Every Problem Should Have a Simple Solution

Monday, September 24, 2018

Delray Beach, FL – On August 15, I published an essay titled “Growers and Tenders” in which I suggested that there are two kinds of employees. I wrote:

This is an exaggeration, but I like to say that, in business, personalities can be divided into two camps: those that value growth and those that value order.

Those that value growth (the growers) want to make everything bigger. Those that value order (the tenders) want to make everything better. And you need both to enjoy unstoppable success. But the ratio depends on where in the business lifecycle your company is.

This idea is, of course, a simplification. But there’s nothing wrong with that. In business (as in almost any context), simple ideas are almost always better than complicated ones because:

* They are easy to explain.

* They are easy to understand.

* They are easy to remember.

* They benefit from Occam’s razor – i.e., they have a fair chance of being true.

Today I want to talk about a particular set of simplified business ideas: those that mean to solve problems by putting (some might say shoving) employees into two or three personality/proclivity boxes.

Growers and tenders are one example. Over the years, I’ve conjured up many more. One of the most useful is this:

Growing an entrepreneurial business requires three core skills – (1) the ability to produce products/services that can sell, (2) the ability to sell those products/services, and (3) the ability to push everybody and everything in the business to produce a profit.

If you are lucky enough to have three people with those skills when starting a business, success is likely to come relatively quickly. Most startups aren’t so lucky. It’s more typical for the founder to play two or even all three roles. But eventually, if you want your business to achieve its potential, you’ll need to find different people for each role.

This particular simple idea has been very helpful to my partners, my protégés, and me in solving early problems and moving things along.

Another example:

Employees tend to organize themselves into three groups – frontrunners, muddlers, and laggards.

The frontrunners need to be at the head of the pack – and they will do whatever it takes to get them there. The muddlers (most people are muddlers) like being in the middle of the pack. The laggards like being in the back.

And here’s the interesting thing: The desire to be at the front, middle, or end of the pack has nothing to do with how hard or intensely an employee wants to work – which is why most theories about employee motivation fail. They are based on the idea that employees have an inbuilt proclivity to apply a certain amount of energy to their work, whereas their inbuilt proclivity is really about where they feel comfortable in the pack.

In other words, you can’t motivate an individual muddler to step up to the front of the pack. You can only move the entire pack ahead or, by neglect, let it slow down.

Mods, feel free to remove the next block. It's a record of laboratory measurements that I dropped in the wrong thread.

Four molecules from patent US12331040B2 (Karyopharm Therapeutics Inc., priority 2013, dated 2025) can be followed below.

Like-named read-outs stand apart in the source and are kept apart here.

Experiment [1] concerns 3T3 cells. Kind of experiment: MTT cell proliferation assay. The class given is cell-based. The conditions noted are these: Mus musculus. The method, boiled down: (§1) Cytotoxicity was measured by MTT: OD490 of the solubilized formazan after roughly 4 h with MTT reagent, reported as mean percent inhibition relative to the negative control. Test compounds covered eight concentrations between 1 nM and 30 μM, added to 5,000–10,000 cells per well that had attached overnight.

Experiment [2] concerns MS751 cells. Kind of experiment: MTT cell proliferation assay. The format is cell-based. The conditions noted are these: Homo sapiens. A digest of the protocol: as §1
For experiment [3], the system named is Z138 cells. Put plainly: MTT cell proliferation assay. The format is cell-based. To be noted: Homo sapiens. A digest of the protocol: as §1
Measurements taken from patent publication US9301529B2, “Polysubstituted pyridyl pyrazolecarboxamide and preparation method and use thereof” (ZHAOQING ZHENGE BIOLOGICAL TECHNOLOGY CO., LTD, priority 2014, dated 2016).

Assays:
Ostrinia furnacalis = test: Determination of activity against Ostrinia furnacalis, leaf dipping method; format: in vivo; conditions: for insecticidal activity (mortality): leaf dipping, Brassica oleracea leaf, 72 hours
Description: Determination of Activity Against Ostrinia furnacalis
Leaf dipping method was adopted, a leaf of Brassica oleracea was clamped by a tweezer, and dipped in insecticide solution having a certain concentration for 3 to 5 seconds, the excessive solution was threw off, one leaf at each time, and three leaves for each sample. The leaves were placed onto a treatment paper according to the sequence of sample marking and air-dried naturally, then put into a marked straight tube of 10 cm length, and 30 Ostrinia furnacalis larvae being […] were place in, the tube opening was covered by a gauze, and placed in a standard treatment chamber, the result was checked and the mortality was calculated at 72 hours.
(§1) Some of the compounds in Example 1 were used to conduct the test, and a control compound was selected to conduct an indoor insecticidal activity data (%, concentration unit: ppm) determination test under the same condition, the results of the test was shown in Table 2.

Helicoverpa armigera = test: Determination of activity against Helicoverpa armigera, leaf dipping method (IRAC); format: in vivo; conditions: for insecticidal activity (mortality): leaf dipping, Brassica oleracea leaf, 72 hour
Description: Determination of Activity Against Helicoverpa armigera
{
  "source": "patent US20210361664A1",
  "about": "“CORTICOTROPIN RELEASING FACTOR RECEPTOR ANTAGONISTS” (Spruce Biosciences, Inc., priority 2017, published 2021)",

A third example:

When it comes to coming up with new ideas, employees can be sorted into two groups – those that like ideas that are safe and sensible and those that prefer ideas that are contrarian and even disruptive.

We’ve heard so much about the value of disruption that you might be forgiven for thinking that you should populate your business entirely with contrarian thinkers. But that would be a formula for chaos. In fact, you need both. A good mix would probably include two safe/sensible thinkers for every contrarian.

I could go on. And I will in future essays. But here’s a fourth idea, one that I came up with very recently after struggling with a few businesses that have been floundering (not foundering) for several years:

When it comes to profits, there are two kinds of employees – those that give a shit and those that don’t.

By giving a shit, I mean caring enough about the bottom line to get worried if it’s not positive. I mean understanding that the future health of the business depends on profits and that, therefore, their future as an employee does too. I mean being willing to work long hours if necessary to produce profits. I mean spending their spare time thinking of profit-producing ideas. I mean feeling personally responsible for the profitability of the business. I mean waking up in the middle of the night thinking about profits.

Employees that don’t give a shit are not necessarily bad employees. In fact, they may be very good and very able workers. But realistically, you can’t expect most of the people you hire to truly care about profits. They will care about getting paid for their work. And they will want the company to continue to issue paychecks. But their priorities in life are not connected to your bottom line. And there is little or nothing that you can do to make them care about it.

Employees that do care about profitability are rare birds. The more of them you have, the better. But no matter how hard you try to recruit them, just a small portion of your employee base, at best, is likely to be comprised of such people.

That’s okay. Unless you make the mistake of having someone like that in senior management. In most cases, that means your head product person, your head marketer, and your CEO. No matter how good these people may be at what they do, if they don’t give a shit about profits, your business is in trouble.

Think about it.